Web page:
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Spurious unchecked warning #6275

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scabug opened this issue Aug 23, 2012 · 9 comments
Closed

Spurious unchecked warning #6275

scabug opened this issue Aug 23, 2012 · 9 comments
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@scabug scabug commented Aug 23, 2012

def foo = {
  var a = ArrayBuffer[Int]()
  println (a.isInstanceOf[Seq[Int]])
}

gives the following warning under -checked:

warning: non variable type-argument Int in type scala.collection.mutable.Seq[Int] is unchecked since it is eliminated by erasure
  println (a.isInstanceOf[Seq[Int]])

Surely there should be no complaint about erasure in a purely local analysis. I'm telling it that it is a buffer of Int, and expect it to infer that it is a seq of Int.

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@scabug scabug commented Aug 23, 2012

Imported From: https://issues.scala-lang.org/browse/SI-6275?orig=1
Reporter: Sriram Srinivasan (sriram.srinivasan)
Affected Versions: 2.10.0-M7

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@scabug scabug commented Aug 24, 2012

@retronym said:
Use a type ascription, not a cast, to achieve what you describe.

println(a: Seq[Int])

In the future, could you please first check on the [scala-language] mailing list before lodging tickets for things that are not clear bugs.

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@scabug scabug commented Aug 24, 2012

Sriram Srinivasan (sriram.srinivasan) said (edited on Aug 24, 2012 6:11:11 AM UTC):
You could start by giving me a little credit. I know exactly how to get around the warning. The issue is not about the cast.

The bigger issue, which affects my code everywhere is this: The variable a is local, and any self-respecting intra-procedural analysis should reflect that a is a Seq[Int]. It should not need any further ascription, and requiring it should be considered a bug. This should NOT be an issue of erasure.

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@scabug scabug commented Aug 24, 2012

@retronym said:
That's all fine, but JIRA is just so overloaded that we can't use it for these sort of discussions. "Please use the mailing list" isn't intended to be dismissive, it is just to channel your questions / suggestions to a suitable forum with a wider audience.

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@scabug scabug commented Aug 24, 2012

@som-snytt said:
You don't have to give me any credit, if I don't get it.

The example is isInstanceOf, not asInstanceOf.

For the case of asInstanceOf, there is no extra checkcast. Let's give intraprocedural analysis some respect.

For the lack of a warning, #1558. So on that basis, I'll never asInstanceOf, because I'll never presume to tell the type system I know what I'm doing. Except maybe null.asInstanceOf.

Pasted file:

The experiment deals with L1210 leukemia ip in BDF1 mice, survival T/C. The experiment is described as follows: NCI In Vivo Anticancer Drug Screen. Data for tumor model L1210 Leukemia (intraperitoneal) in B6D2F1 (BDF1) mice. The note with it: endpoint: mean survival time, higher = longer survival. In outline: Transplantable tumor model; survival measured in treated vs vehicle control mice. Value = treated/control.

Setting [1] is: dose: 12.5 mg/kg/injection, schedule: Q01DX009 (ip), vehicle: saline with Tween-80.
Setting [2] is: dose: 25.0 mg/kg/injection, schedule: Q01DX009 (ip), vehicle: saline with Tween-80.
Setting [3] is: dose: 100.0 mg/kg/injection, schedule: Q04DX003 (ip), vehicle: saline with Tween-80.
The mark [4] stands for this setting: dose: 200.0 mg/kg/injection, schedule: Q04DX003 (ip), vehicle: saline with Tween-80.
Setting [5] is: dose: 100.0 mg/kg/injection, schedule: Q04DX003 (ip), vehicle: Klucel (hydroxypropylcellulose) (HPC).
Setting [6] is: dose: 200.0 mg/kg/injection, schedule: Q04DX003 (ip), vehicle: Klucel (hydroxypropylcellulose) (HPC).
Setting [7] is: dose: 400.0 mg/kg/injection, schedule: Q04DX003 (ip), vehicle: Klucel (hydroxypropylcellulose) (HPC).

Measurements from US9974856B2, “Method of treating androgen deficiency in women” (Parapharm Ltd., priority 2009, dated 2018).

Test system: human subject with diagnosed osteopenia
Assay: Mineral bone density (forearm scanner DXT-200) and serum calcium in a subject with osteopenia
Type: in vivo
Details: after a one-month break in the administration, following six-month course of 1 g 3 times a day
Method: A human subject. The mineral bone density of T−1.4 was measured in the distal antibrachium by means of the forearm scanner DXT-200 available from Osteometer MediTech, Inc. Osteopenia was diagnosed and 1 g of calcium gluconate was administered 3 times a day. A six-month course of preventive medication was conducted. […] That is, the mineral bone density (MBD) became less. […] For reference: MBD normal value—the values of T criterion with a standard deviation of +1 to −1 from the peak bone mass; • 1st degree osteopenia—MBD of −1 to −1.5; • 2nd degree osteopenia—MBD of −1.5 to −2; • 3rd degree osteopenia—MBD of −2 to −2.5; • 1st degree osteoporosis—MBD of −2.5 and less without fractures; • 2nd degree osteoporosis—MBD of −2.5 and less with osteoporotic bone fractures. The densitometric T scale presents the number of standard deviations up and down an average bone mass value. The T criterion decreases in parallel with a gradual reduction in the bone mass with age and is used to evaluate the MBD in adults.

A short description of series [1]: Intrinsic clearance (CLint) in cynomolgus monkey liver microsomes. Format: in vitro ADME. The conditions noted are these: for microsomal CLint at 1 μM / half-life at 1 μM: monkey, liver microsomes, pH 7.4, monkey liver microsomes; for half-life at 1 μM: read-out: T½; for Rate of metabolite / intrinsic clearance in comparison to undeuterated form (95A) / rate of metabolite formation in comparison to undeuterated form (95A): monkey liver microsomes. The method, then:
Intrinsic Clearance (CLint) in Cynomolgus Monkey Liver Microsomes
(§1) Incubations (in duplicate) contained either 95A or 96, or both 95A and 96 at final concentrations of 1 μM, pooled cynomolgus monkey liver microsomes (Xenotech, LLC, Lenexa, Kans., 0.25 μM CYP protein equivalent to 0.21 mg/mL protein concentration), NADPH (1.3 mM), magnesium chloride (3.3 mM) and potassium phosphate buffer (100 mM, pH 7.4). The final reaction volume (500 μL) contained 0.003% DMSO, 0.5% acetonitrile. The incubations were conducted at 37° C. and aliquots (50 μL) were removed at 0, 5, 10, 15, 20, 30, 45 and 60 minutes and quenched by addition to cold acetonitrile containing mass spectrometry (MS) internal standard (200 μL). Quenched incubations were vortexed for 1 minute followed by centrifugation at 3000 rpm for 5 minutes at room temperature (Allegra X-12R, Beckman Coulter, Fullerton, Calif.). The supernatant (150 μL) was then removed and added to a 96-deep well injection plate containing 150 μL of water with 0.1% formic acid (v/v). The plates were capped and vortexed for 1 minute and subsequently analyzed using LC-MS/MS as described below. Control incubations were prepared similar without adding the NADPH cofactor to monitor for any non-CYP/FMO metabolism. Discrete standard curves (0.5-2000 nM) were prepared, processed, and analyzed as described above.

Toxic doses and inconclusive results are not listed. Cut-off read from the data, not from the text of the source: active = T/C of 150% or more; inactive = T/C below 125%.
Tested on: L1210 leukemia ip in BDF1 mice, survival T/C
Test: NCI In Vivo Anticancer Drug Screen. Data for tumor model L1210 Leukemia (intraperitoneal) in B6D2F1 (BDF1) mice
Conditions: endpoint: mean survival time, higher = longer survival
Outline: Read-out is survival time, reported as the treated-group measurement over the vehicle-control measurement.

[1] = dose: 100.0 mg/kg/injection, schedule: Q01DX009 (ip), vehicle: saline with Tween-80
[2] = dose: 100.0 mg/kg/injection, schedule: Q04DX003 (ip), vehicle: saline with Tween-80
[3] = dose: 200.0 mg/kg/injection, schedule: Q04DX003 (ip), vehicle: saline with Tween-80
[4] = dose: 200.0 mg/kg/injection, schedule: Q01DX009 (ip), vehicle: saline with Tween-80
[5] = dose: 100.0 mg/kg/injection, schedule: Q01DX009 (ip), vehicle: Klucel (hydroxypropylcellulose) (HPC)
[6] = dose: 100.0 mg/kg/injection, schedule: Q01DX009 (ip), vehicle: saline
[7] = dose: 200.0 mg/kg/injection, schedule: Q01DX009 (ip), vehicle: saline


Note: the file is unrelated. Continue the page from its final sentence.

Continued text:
For the case of isInstanceOf, maybe the question is, should instanceof be optimized away.

If you issue the instanceof, should you still warn? And if you must warn, is there a way to selectively turn off warnings? (Hopefully eventually?)

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@scabug scabug commented Aug 30, 2012

@SethTisue said:
So Jason mistook isInstanceOf for asInstanceOf, but it doesn't matter: he's right on the larger issue, which is that this should be a mailing list discussion, not a ticket. Eventually one or more tickets might result. (And telling you this is being helpful, not issuing a reprimand.)

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@scabug scabug commented Aug 30, 2012

@SethTisue said:
there is now a thread, started by Mark Harrah, at https://groups.google.com/d/topic/scala-internals/9bT7clmkLYk/discussion

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@scabug scabug commented Sep 7, 2012

@harrah said:
Reopening due to the mentioned thread and copying the example here:

I see the following spurious warning frequently, which drowns out useful unchecked warnings:

sealed trait A[T]
final class B[T] extends A[T]

object ParsedAxis {
   def x(a: A[Int]) =
      a match {
         case b: B[Int] => 3
      }
}
A.scala:7: non-variable type argument Int in type pattern B[Int] is unchecked since it is eliminated by erasure
         case b: B[Int] => 3
                 ^

In this case, the warning can be resolved by using a type variable:

         case b: B[i] => 3

but this is less useful when reading the code and isn't possible when B[Int] is inside a type alias like type BI = B[Int]. Similarly, Int @unchecked can be used, but it is less safe than the type variable approach, where the compiler still knows that i=Int is the only possibility. In fact, if another type argument is used, the compiler complains:

pattern type is incompatible with expected type;
  found   : B[String]
  required: A[Int]
         case b: B[String] => 3
                 ^
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@scabug scabug commented Sep 7, 2012

@harrah said:
Copied from Paul's comment on #6338:

I'm not really working on 2.10 anymore, but if anyone wants it, this warning and other issues are handled here: https://github.com/paulp/scala/tree/topic/210-quieter-warnings

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